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Give a Man a Fishpond: Modeling the Impacts of Aquaculture in the Rural Economy

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  • Filipski, Mateusz
  • Belton, Ben

Abstract

The rapid growth of fish farming over the past three decades has generated heated debate over the role of aquaculture in rural development and poverty reduction. Central to these debates is the question of whether and how aquaculture impacts local incomes and employment, yet little empirical evidence exists on the issue. To address this question, we propose a Local Economy-wide Impact Evaluation (LEWIE) model which nests fish farm models within a general-equilibrium model of their local economy. The model is calibrated using primary data collected from 1102 households in Myanmar’s main aquaculture zone, representative of 60% of the country’s aquaculture farms. Using this model, we examine the impact of aquaculture on the incomes and labor market outcomes of fish farming households, but also crop farms and non-farm households in the cluster. Simulating one-acre increases in pond/plot surface we find that: (1) aquaculture generates much higher incomes per-acre than agriculture; (2) aquaculture generates larger income spillovers than agriculture for non-farm households by way of retail and labor markets; (3) small commercial fish farms generate greater spillovers than large fish farms. These results bolster the notion that fish-farming, and in particular small-scale commercial aquaculture, may have a significant role to play in rural development and poverty reduction.

Suggested Citation

  • Filipski, Mateusz & Belton, Ben, 2018. "Give a Man a Fishpond: Modeling the Impacts of Aquaculture in the Rural Economy," World Development, Elsevier, vol. 110(C), pages 205-223.
  • Handle: RePEc:eee:wdevel:v:110:y:2018:i:c:p:205-223
    DOI: 10.1016/j.worlddev.2018.05.023
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    References listed on IDEAS

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    1. Belton, Ben & Filipski, Mateusz J. & Hu, Chaoran, 2017. "Aquaculture in Myanmar: Fish farm technology, production economics and management:," Research briefs 37, International Food Policy Research Institute (IFPRI).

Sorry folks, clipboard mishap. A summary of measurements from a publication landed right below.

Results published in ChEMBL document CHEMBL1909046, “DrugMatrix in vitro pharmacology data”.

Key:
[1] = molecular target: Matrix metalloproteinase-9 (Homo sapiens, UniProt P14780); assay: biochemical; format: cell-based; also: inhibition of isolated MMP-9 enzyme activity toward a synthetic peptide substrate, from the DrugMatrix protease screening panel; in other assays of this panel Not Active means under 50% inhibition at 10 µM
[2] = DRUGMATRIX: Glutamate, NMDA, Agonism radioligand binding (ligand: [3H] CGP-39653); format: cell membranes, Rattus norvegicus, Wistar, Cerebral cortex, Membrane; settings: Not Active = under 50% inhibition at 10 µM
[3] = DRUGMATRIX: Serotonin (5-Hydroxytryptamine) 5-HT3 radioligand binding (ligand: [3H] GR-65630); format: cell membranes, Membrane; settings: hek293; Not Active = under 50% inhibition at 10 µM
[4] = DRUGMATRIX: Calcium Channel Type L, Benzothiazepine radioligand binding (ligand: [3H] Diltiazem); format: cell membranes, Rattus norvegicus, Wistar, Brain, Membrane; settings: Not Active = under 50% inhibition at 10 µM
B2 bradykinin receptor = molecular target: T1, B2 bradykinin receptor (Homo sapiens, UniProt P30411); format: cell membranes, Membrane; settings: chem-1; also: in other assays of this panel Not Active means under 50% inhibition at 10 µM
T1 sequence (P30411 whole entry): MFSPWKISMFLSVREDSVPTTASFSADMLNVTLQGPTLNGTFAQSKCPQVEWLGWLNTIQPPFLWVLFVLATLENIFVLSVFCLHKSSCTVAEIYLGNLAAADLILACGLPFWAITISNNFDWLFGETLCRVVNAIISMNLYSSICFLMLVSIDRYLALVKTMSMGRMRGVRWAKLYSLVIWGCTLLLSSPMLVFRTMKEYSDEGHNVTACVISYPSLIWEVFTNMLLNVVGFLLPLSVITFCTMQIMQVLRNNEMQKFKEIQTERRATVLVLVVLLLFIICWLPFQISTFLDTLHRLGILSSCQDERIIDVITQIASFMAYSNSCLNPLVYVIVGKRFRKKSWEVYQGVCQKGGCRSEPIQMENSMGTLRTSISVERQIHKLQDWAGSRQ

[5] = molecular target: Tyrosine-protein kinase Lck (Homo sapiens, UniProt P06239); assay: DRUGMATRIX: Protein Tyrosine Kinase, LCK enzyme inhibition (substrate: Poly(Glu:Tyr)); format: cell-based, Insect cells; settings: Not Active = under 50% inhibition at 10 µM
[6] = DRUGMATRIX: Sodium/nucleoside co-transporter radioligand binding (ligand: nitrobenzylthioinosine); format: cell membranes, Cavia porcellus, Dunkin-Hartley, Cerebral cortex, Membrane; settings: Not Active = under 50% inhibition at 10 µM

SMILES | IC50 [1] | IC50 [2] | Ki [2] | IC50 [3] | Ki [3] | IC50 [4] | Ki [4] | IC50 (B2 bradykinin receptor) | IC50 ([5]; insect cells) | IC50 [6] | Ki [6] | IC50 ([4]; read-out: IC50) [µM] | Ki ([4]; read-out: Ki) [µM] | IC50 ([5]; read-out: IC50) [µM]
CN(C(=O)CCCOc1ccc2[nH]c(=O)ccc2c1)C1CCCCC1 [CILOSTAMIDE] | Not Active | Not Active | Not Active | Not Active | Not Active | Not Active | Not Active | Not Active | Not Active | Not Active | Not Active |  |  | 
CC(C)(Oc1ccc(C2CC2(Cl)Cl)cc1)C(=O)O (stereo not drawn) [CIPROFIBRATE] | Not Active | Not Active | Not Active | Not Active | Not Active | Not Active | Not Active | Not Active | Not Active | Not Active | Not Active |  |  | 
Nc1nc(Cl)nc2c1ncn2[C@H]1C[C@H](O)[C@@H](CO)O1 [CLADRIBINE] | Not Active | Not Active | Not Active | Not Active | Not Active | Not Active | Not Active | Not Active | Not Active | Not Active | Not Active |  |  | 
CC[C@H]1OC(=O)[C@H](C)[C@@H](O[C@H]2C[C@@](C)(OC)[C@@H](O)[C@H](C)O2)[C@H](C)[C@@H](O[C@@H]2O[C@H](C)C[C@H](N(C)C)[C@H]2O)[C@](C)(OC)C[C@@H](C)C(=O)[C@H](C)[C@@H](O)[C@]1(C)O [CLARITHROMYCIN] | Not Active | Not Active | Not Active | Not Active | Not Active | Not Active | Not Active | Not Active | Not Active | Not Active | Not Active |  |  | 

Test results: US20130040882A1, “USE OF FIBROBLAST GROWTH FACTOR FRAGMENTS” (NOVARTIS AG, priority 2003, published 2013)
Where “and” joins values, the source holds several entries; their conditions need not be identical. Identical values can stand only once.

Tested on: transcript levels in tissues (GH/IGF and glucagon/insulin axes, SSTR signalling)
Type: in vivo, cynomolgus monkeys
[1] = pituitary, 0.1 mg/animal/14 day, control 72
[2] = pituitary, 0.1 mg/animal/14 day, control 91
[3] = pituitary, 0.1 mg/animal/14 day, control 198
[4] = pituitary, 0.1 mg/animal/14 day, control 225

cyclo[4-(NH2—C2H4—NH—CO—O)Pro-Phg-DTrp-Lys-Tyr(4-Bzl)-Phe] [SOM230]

2. Ben Belton & David C. Little, 2011. "Immanent and Interventionist Inland Asian Aquaculture Development and its Outcomes," Development Policy Review, Overseas Development Institute, vol. 29(4), pages 459-484, July.
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    4. Mateusz J. Filipski & J. Edward Taylor & Karen E. Thome & Benjamin Davis, 2015. "Effects of treatment beyond the treated: a general equilibrium impact evaluation of Lesotho's cash grants program," Agricultural Economics, International Association of Agricultural Economists, vol. 46(2), pages 227-243, March.
    5. Belton, Ben & Hein, Aung & Htoo, Kyan & Kham, L. Seng & Nischan, Ulrike & Reardon, Thomas & Boughton, Duncan, 2015. "Aquaculture In Transition: Value Chain Transformation, Fish And Food Security In Myanmar," Feed the Future Innovation Lab for Food Security Policy Research Papers 259027, Michigan State University, Department of Agricultural, Food, and Resource Economics, Feed the Future Innovation Lab for Food Security (FSP).
    6. Filipski, Mateusz & Aboudrare, Abdellah & Lybbert, Travis J. & Taylor, J. Edward, 2017. "Spice Price Spikes: Simulating Impacts of Saffron Price Volatility in a Gendered Local Economy-Wide Model," World Development, Elsevier, vol. 91(C), pages 84-99.
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    Cited by:

    1. Nong, Duy, 2019. "Potential economic impacts of global wild catch fishery decline in Southeast Asia and South America," Economic Analysis and Policy, Elsevier, vol. 62(C), pages 213-226.
    2. Mark, SiuSue & Belton, Ben, 2020. "Breaking with the past? The politics of land restitution and the limits to restitutive justice in Myanmar," Land Use Policy, Elsevier, vol. 94(C).

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